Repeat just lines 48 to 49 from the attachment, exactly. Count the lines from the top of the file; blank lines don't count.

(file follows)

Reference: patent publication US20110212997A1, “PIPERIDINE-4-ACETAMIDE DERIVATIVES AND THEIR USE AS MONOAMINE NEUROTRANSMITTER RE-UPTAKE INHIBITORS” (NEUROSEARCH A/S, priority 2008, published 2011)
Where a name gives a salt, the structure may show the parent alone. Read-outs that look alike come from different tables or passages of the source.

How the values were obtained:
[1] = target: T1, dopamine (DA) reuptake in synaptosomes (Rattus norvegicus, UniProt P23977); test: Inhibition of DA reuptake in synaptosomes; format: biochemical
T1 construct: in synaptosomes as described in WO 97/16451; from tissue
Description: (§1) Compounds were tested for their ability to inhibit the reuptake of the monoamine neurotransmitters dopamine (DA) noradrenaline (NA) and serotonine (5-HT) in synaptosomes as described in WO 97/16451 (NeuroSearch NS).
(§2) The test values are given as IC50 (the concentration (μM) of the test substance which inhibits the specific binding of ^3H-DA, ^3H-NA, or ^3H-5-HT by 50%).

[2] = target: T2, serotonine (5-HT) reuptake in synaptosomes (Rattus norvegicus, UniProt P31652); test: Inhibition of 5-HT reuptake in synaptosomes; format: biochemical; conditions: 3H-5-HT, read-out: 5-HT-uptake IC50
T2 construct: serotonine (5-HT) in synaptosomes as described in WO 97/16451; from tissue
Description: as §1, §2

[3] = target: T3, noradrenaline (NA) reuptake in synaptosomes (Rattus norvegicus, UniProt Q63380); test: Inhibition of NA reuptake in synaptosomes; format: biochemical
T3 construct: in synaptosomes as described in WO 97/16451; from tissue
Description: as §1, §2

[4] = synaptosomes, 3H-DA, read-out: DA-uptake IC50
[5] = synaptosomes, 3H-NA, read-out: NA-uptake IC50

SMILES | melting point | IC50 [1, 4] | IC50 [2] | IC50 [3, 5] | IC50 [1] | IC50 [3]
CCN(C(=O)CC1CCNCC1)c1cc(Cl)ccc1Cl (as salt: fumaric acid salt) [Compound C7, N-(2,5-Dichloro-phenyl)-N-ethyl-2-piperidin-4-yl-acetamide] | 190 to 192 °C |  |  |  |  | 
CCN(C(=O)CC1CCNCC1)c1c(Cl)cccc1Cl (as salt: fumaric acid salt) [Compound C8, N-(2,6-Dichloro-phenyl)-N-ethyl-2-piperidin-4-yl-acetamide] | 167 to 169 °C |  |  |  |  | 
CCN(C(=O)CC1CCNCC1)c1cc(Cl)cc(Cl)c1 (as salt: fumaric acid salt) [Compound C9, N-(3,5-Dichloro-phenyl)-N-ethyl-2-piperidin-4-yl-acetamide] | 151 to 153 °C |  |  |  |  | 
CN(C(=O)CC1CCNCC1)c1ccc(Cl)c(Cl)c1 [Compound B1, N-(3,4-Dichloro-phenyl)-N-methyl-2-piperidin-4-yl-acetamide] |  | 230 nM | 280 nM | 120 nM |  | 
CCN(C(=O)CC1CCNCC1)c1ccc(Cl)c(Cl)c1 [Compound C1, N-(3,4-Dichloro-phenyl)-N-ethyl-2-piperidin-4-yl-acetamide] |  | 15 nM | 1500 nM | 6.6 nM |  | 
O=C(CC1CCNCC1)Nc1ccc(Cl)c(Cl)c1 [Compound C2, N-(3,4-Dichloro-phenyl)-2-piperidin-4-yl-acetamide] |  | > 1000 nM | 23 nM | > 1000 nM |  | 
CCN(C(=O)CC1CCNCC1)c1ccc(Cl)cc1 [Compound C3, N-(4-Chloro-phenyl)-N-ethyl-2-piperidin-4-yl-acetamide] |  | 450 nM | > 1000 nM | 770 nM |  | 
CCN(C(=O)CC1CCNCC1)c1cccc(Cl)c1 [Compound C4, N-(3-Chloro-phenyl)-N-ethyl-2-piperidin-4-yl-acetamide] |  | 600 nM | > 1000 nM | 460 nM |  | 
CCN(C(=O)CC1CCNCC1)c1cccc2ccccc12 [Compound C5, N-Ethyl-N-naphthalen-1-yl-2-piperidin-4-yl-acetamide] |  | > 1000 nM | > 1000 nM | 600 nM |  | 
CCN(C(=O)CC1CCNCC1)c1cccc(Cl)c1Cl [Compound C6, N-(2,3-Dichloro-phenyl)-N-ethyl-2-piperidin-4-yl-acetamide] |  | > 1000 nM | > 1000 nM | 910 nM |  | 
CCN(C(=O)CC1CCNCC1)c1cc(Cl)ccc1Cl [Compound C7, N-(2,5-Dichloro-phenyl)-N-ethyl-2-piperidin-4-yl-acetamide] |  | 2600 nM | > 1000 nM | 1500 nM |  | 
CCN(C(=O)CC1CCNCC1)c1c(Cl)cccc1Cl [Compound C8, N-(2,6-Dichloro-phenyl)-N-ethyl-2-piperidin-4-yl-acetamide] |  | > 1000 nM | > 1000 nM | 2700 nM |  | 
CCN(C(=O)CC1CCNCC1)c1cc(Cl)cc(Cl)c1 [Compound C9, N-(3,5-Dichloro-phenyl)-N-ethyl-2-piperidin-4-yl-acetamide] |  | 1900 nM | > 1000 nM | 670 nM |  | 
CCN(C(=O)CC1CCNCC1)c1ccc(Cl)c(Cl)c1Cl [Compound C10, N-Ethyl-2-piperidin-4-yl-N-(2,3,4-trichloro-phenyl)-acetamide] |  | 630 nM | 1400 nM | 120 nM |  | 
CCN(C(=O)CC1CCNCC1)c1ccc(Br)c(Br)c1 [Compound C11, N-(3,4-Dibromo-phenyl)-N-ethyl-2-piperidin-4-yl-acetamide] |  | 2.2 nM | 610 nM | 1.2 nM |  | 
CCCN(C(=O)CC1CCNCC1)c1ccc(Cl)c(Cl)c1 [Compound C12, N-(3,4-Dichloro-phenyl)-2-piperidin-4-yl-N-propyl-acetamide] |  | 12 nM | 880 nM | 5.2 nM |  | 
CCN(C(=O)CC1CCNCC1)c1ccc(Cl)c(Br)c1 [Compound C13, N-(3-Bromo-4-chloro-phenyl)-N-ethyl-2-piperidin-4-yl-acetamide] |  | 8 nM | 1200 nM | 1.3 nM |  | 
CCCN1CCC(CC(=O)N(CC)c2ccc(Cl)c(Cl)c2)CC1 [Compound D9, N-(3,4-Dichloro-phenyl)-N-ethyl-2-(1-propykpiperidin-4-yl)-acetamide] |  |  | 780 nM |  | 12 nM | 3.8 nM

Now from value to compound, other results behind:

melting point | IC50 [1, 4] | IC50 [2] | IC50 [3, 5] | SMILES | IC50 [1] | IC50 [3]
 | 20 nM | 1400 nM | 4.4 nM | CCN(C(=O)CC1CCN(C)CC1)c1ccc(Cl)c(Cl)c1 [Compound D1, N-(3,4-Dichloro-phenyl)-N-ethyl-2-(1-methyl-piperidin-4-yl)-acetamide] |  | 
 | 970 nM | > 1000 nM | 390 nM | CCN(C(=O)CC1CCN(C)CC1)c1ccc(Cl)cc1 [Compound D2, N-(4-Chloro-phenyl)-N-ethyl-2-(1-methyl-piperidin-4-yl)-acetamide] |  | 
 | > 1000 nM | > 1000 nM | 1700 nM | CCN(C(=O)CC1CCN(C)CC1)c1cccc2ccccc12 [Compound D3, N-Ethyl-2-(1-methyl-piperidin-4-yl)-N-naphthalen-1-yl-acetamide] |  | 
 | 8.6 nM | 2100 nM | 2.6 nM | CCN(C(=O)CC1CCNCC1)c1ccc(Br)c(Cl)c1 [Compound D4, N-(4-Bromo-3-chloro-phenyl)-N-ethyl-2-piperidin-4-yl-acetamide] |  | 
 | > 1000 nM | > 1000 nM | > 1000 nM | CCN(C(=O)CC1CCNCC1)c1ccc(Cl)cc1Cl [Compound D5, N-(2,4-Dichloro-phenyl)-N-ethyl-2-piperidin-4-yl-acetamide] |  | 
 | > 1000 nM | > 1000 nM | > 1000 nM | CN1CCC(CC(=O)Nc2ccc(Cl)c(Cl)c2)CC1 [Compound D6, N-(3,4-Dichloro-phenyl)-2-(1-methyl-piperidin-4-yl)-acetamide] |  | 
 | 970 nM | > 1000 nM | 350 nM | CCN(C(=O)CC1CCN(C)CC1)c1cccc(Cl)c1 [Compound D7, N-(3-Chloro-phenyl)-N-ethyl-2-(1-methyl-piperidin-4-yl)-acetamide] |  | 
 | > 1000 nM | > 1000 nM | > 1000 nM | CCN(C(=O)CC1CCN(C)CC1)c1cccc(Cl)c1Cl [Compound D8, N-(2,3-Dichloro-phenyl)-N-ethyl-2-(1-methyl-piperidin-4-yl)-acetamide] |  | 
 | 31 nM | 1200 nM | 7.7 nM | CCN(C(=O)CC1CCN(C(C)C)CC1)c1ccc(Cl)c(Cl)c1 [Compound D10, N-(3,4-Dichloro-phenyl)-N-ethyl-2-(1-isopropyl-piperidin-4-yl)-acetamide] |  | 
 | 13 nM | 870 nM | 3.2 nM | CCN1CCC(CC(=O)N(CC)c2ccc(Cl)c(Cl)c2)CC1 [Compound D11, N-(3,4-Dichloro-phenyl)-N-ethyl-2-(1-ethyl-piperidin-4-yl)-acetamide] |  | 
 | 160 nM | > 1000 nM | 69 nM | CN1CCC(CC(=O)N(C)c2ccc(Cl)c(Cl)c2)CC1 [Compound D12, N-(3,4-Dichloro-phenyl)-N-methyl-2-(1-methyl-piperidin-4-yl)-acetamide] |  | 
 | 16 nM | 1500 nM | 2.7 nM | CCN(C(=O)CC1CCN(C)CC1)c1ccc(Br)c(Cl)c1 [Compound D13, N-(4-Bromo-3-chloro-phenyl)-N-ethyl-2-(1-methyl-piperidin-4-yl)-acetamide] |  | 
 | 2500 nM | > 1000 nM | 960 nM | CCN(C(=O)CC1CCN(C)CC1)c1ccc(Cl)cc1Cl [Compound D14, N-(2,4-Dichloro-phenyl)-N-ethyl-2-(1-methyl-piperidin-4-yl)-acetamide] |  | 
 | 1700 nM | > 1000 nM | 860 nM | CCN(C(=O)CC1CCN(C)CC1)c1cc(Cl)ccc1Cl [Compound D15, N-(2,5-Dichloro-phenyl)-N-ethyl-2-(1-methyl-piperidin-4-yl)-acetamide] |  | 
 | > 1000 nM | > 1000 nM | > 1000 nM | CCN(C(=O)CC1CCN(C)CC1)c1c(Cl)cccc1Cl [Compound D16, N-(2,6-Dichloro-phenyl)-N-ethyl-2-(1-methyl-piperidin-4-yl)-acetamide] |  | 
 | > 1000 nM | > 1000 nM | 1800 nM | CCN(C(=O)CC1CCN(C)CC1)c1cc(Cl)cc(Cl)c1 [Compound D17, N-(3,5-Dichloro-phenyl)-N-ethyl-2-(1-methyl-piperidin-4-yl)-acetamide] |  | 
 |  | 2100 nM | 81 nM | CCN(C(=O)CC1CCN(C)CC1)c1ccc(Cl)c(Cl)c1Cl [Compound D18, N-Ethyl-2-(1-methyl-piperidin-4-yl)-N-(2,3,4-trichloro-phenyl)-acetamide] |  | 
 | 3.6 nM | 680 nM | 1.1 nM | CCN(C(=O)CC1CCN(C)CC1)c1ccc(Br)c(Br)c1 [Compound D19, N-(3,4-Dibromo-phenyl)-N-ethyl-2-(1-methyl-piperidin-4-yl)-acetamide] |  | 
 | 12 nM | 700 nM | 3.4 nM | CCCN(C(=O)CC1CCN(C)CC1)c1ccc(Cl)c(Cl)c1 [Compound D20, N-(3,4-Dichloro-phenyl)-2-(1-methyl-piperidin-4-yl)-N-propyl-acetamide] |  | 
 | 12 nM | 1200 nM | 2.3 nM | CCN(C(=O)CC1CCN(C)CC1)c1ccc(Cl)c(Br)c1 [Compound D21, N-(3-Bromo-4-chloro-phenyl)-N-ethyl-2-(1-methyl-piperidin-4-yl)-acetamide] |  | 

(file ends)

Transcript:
 | 16 nM | 1500 nM | 2.7 nM | CCN(C(=O)CC1CCN(C)CC1)c1ccc(Br)c(Cl)c1 [Compound D13, N-(4-Bromo-3-chloro-phenyl)-N-ethyl-2-(1-methyl-piperidin-4-yl)-acetamide] |  | 
 | 2500 nM | > 1000 nM | 960 nM | CCN(C(=O)CC1CCN(C)CC1)c1ccc(Cl)cc1Cl [Compound D14, N-(2,4-Dichloro-phenyl)-N-ethyl-2-(1-methyl-piperidin-4-yl)-acetamide] |  | 